The world is poised to make important strides toward gender equality and universal access to reproductive health. But we can only get there if we take decisive action now to expand on the progress of the past ten years. The 2012 London Summit on Family Planning was a pivotal moment for reproductive health and rights. Leaders from around the world gathered to affirm a woman’s fundamental right to shape her own life, plan her own future, and decide for herself whether and when to have children. They recognized that family planning is transformational, with the power to unlock human potential, break the cycle of poverty, and promote gender equality. They resolved that every person, no matter where they live—in a rich country or poor—should be able to enjoy the benefits of lifesaving, life-changing modern contraception. And they set out to make that vision a reality.
Ten years later, the goal is within reach. The work that flowed from the London Summit has borne fruit in a thousand ways: better family planning programs, more supportive policies, a wider range of contraceptive methods, stronger supply chains, greater clarity on financing, the codification of rights-based approaches, and a revolution in data capabilities. The number of modern contraceptive users in low- and lower-middle income countries has increased by a third overall, and in some countries has more than doubled. Although significant challenges remain, more people than ever before are taking charge of their reproductive health and choosing to use family planning. If we build on this groundwork and redouble our efforts—focusing on country-led, sustainably financed progress that is inclusive of all people and responsive to their needs—we can finally close the gap on universal access to contraception.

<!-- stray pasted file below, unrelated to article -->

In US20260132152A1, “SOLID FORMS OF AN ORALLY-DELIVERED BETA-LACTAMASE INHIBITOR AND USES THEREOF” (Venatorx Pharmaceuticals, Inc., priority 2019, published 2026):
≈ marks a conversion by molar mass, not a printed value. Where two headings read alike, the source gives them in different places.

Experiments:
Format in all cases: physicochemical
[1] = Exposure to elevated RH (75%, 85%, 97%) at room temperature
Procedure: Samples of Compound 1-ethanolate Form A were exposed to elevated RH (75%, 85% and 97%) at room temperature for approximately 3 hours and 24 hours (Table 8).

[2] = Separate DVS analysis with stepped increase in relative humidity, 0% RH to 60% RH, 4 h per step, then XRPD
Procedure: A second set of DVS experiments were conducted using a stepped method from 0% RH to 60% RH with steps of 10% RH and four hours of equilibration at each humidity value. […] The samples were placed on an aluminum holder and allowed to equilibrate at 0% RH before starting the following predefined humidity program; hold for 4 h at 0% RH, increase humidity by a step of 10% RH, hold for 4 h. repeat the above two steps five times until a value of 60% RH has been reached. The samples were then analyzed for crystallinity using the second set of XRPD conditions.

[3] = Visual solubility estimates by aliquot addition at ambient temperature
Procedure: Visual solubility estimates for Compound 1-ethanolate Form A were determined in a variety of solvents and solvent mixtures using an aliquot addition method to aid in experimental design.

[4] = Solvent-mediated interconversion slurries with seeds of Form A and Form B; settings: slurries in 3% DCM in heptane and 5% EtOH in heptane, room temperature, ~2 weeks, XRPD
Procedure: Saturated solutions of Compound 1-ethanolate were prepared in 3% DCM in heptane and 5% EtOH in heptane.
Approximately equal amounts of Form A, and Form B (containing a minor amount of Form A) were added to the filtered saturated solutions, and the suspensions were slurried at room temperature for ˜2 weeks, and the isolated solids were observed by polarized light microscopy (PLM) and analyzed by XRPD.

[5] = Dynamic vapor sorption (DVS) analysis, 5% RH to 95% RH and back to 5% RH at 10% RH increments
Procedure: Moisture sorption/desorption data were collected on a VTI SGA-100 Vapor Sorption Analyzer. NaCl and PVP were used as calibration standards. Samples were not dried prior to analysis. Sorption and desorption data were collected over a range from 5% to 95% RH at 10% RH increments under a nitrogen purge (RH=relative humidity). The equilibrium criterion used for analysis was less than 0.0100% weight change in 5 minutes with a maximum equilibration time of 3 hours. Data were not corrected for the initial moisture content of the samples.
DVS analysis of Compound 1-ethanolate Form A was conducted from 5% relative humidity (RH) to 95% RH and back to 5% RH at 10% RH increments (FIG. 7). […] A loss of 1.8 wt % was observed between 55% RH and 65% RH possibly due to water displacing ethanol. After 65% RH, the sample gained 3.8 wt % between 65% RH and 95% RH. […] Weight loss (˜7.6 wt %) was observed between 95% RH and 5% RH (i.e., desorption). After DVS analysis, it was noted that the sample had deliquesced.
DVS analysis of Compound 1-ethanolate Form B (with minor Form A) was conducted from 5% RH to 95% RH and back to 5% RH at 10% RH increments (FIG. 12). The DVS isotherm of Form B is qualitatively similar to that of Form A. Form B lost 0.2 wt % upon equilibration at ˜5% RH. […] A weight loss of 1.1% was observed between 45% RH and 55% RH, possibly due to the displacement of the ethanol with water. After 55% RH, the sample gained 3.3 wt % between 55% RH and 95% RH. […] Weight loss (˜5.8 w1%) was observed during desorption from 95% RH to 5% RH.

But the world in 2022 is facing another pivotal moment. Gender equality and reproductive health and rights are under attack. The recent U.S. Supreme Court ruling in Dobbs vs. Jackson Women’s Health imperils not only abortion access but also the right to contraception, the right to make personal medical decisions, and potentially the right of LGBTI individuals to marry and have children. This shocking reversal of progress echoes regressive movements around the world that seek to deprive people of bodily autonomy and reproductive freedom.
The global development agenda is also at an inflection point. The world is emerging from the COVID pandemic into a new era of inflation and lagging economic growth. Financial instability, the war in Ukraine and the refugee crisis, disruptions to global agriculture and supply chains, and the accelerating threat of climate change all contribute to an uncertain outlook for governments and donors. To ensure that the world stays on track for the Sustainable Development Goals—including the interlinked goals of gender equality, health, and prosperity—investments in family planning must be safeguarded and strengthened.
If we don’t act now, the hard-won gains of the last ten years could slip away.
The global community can meet this moment by choosing, once again, the path toward freedom and progress. Now is the time to recommit boldly to reproductive health and rights—for everyone, everywhere. The promise of the London Summit still beckons.